PEP 746: TypedMetadata for type checking of PEP 593 Annotated

This is the discussion to accompany the draft PEP 746.

Background

Pydantic is planning to introduce a new “pipeline” API that allows for more expressive and type safe definition of constraints, transformations and parsing:

from typing_extensions import Annotated

from pydantic import BaseModel, parse

class User(BaseModel):
    username: Annotated[str, parse(str).transform(str.lower)]
    birthday: Annotated[int, (pars(int) | parse(str).transform(str.strip).parse(int)).gt(0)]

We think this API can be a huge improvement over the current status quo.
However while this API is type safe within it’s own boundary it is not type safe across the entire type system since metadata in PEP593 Annotated currently has no way of interacting with the type system.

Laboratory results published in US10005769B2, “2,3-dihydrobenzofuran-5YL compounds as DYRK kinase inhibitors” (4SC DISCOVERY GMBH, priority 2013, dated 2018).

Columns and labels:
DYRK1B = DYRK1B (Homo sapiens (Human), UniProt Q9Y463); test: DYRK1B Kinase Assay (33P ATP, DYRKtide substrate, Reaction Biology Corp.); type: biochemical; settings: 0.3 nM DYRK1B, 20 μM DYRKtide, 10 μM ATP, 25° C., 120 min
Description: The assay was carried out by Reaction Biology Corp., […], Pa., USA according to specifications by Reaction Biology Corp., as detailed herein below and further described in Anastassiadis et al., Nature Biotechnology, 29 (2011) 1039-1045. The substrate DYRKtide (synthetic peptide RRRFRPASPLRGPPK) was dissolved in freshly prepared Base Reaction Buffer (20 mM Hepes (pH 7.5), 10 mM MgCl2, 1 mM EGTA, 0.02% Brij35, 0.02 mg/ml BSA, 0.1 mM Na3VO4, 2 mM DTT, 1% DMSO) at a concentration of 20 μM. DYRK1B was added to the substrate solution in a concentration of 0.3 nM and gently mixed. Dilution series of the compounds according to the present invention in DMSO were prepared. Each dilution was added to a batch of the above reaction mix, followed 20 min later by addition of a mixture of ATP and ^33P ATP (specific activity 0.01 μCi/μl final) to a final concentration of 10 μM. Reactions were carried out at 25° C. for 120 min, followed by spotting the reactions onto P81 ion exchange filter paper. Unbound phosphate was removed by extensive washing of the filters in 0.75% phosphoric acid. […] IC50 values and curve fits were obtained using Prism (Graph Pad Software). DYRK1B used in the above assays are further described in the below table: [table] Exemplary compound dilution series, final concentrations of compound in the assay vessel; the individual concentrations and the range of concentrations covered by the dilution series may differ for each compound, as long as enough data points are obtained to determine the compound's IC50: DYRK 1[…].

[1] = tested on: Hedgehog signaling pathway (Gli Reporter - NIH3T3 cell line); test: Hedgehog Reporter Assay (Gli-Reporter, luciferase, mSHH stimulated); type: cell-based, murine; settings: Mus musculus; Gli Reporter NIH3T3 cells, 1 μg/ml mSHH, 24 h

There are 4 things that I think would make this better, not only for Pydantic but also for other users of runtime type checking and even for some of the examples given in the original PEP 593 proposal.
I am going to list them in order of what I think is clearest / easiest to implement to more ambitious / not sure about. While some of these can probably be handled on their own I want to present the whole picture in hopes that we can cover multiple in one go or avoid shooting ourselves in the foot by making future work harder.

Type checking out result type

This means giving metadata a mechanism to declare the types it can be applied to. For example, consider this case similar to the examples given in PEP 593:

Annotated[int, Int64()]

This is fine but there is nothing stopping someone from doing:

Annotated[str, Int64()]

Which clearly is wrong. Currently Int64 has no way to declare that it can be applied only to ints.
Similarly for Pydantic:

Annotated[int, parse(str).transform(str.strip)]  # user forgot `.transform(int)` ?

This could also be used to give basic type checking of the applicability of refinement to types:

Annotated[int, Gt(0)]

As currently implemented by Pydantic, msgspec and Hypothesis (Pydantic and Hypothesis use annotated-types for this, msgspec uses its own but equivalent metadata).